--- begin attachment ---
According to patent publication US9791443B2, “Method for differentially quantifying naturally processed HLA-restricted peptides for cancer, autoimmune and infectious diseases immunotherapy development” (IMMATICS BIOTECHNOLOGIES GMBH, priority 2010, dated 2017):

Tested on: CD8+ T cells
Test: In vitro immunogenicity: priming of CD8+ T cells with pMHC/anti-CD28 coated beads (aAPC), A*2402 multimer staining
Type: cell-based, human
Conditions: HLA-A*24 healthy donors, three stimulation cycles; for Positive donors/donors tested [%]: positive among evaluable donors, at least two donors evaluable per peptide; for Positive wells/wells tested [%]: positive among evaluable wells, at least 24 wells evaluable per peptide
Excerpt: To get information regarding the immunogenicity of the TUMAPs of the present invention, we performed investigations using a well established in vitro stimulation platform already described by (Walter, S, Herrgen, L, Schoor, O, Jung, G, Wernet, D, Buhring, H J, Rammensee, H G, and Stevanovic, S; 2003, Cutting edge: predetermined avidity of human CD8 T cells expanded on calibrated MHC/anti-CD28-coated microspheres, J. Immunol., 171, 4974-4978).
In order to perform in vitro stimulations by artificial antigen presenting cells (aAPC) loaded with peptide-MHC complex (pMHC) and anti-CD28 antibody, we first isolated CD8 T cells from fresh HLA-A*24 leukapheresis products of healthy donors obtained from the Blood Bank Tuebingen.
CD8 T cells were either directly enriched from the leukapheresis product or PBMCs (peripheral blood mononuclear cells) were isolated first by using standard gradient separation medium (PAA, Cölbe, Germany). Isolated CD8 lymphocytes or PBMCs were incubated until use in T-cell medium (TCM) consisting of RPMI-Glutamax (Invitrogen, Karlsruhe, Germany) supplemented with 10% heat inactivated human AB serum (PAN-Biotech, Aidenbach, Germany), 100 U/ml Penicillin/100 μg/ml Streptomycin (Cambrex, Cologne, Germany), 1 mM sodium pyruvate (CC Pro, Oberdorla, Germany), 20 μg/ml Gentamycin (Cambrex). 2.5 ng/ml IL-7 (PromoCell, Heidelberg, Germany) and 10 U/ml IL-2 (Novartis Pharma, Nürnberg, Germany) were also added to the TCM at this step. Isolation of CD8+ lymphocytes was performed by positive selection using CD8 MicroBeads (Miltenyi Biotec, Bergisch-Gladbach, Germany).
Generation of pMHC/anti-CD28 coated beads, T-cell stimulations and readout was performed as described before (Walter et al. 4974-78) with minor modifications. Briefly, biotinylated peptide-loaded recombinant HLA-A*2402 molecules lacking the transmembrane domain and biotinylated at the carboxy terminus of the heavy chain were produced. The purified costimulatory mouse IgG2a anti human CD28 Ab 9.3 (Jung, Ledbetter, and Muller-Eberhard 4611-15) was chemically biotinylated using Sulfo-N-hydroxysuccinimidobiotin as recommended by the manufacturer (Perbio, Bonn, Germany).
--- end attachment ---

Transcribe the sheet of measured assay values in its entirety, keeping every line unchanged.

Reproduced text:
According to patent publication US9791443B2, “Method for differentially quantifying naturally processed HLA-restricted peptides for cancer, autoimmune and infectious diseases immunotherapy development” (IMMATICS BIOTECHNOLOGIES GMBH, priority 2010, dated 2017):

Tested on: CD8+ T cells
Test: In vitro immunogenicity: priming of CD8+ T cells with pMHC/anti-CD28 coated beads (aAPC), A*2402 multimer staining
Type: cell-based, human
Conditions: HLA-A*24 healthy donors, three stimulation cycles; for Positive donors/donors tested [%]: positive among evaluable donors, at least two donors evaluable per peptide; for Positive wells/wells tested [%]: positive among evaluable wells, at least 24 wells evaluable per peptide
Excerpt: To get information regarding the immunogenicity of the TUMAPs of the present invention, we performed investigations using a well established in vitro stimulation platform already described by (Walter, S, Herrgen, L, Schoor, O, Jung, G, Wernet, D, Buhring, H J, Rammensee, H G, and Stevanovic, S; 2003, Cutting edge: predetermined avidity of human CD8 T cells expanded on calibrated MHC/anti-CD28-coated microspheres, J. Immunol., 171, 4974-4978).
In order to perform in vitro stimulations by artificial antigen presenting cells (aAPC) loaded with peptide-MHC complex (pMHC) and anti-CD28 antibody, we first isolated CD8 T cells from fresh HLA-A*24 leukapheresis products of healthy donors obtained from the Blood Bank Tuebingen.
CD8 T cells were either directly enriched from the leukapheresis product or PBMCs (peripheral blood mononuclear cells) were isolated first by using standard gradient separation medium (PAA, Cölbe, Germany). Isolated CD8 lymphocytes or PBMCs were incubated until use in T-cell medium (TCM) consisting of RPMI-Glutamax (Invitrogen, Karlsruhe, Germany) supplemented with 10% heat inactivated human AB serum (PAN-Biotech, Aidenbach, Germany), 100 U/ml Penicillin/100 μg/ml Streptomycin (Cambrex, Cologne, Germany), 1 mM sodium pyruvate (CC Pro, Oberdorla, Germany), 20 μg/ml Gentamycin (Cambrex). 2.5 ng/ml IL-7 (PromoCell, Heidelberg, Germany) and 10 U/ml IL-2 (Novartis Pharma, Nürnberg, Germany) were also added to the TCM at this step. Isolation of CD8+ lymphocytes was performed by positive selection using CD8 MicroBeads (Miltenyi Biotec, Bergisch-Gladbach, Germany).
Generation of pMHC/anti-CD28 coated beads, T-cell stimulations and readout was performed as described before (Walter et al. 4974-78) with minor modifications. Briefly, biotinylated peptide-loaded recombinant HLA-A*2402 molecules lacking the transmembrane domain and biotinylated at the carboxy terminus of the heavy chain were produced. The purified costimulatory mouse IgG2a anti human CD28 Ab 9.3 (Jung, Ledbetter, and Muller-Eberhard 4611-15) was chemically biotinylated using Sulfo-N-hydroxysuccinimidobiotin as recommended by the manufacturer (Perbio, Bonn, Germany).